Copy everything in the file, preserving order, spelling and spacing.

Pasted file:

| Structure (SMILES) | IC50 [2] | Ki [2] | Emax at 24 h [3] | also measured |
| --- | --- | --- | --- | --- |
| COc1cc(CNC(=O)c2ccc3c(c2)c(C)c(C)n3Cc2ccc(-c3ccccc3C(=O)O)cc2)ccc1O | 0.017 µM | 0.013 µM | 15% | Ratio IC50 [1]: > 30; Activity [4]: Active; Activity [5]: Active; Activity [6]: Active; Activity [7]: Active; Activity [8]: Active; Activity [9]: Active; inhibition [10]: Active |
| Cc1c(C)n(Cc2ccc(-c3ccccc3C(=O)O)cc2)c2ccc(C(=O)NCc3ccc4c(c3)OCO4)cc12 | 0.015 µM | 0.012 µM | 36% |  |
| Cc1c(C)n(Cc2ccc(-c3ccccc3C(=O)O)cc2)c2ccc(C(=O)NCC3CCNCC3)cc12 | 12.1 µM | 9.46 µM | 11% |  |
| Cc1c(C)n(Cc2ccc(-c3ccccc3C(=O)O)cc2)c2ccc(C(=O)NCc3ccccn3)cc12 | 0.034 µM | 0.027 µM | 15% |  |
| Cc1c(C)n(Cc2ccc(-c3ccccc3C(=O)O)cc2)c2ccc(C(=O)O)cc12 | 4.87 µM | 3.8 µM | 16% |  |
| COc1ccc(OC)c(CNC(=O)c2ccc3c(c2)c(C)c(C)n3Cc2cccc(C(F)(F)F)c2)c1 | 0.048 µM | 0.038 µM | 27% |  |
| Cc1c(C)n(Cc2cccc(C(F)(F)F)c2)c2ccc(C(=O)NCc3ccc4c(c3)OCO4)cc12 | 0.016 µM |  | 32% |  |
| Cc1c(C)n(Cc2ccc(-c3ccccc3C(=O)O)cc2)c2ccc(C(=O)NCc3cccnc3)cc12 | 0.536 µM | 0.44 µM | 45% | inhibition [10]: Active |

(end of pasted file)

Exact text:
| Structure (SMILES) | IC50 [2] | Ki [2] | Emax at 24 h [3] | also measured |
| --- | --- | --- | --- | --- |
| COc1cc(CNC(=O)c2ccc3c(c2)c(C)c(C)n3Cc2ccc(-c3ccccc3C(=O)O)cc2)ccc1O | 0.017 µM | 0.013 µM | 15% | Ratio IC50 [1]: > 30; Activity [4]: Active; Activity [5]: Active; Activity [6]: Active; Activity [7]: Active; Activity [8]: Active; Activity [9]: Active; inhibition [10]: Active |
| Cc1c(C)n(Cc2ccc(-c3ccccc3C(=O)O)cc2)c2ccc(C(=O)NCc3ccc4c(c3)OCO4)cc12 | 0.015 µM | 0.012 µM | 36% |  |
| Cc1c(C)n(Cc2ccc(-c3ccccc3C(=O)O)cc2)c2ccc(C(=O)NCC3CCNCC3)cc12 | 12.1 µM | 9.46 µM | 11% |  |
| Cc1c(C)n(Cc2ccc(-c3ccccc3C(=O)O)cc2)c2ccc(C(=O)NCc3ccccn3)cc12 | 0.034 µM | 0.027 µM | 15% |  |
| Cc1c(C)n(Cc2ccc(-c3ccccc3C(=O)O)cc2)c2ccc(C(=O)O)cc12 | 4.87 µM | 3.8 µM | 16% |  |
| COc1ccc(OC)c(CNC(=O)c2ccc3c(c2)c(C)c(C)n3Cc2cccc(C(F)(F)F)c2)c1 | 0.048 µM | 0.038 µM | 27% |  |
| Cc1c(C)n(Cc2cccc(C(F)(F)F)c2)c2ccc(C(=O)NCc3ccc4c(c3)OCO4)cc12 | 0.016 µM |  | 32% |  |
| Cc1c(C)n(Cc2ccc(-c3ccccc3C(=O)O)cc2)c2ccc(C(=O)NCc3cccnc3)cc12 | 0.536 µM | 0.44 µM | 45% | inhibition [10]: Active |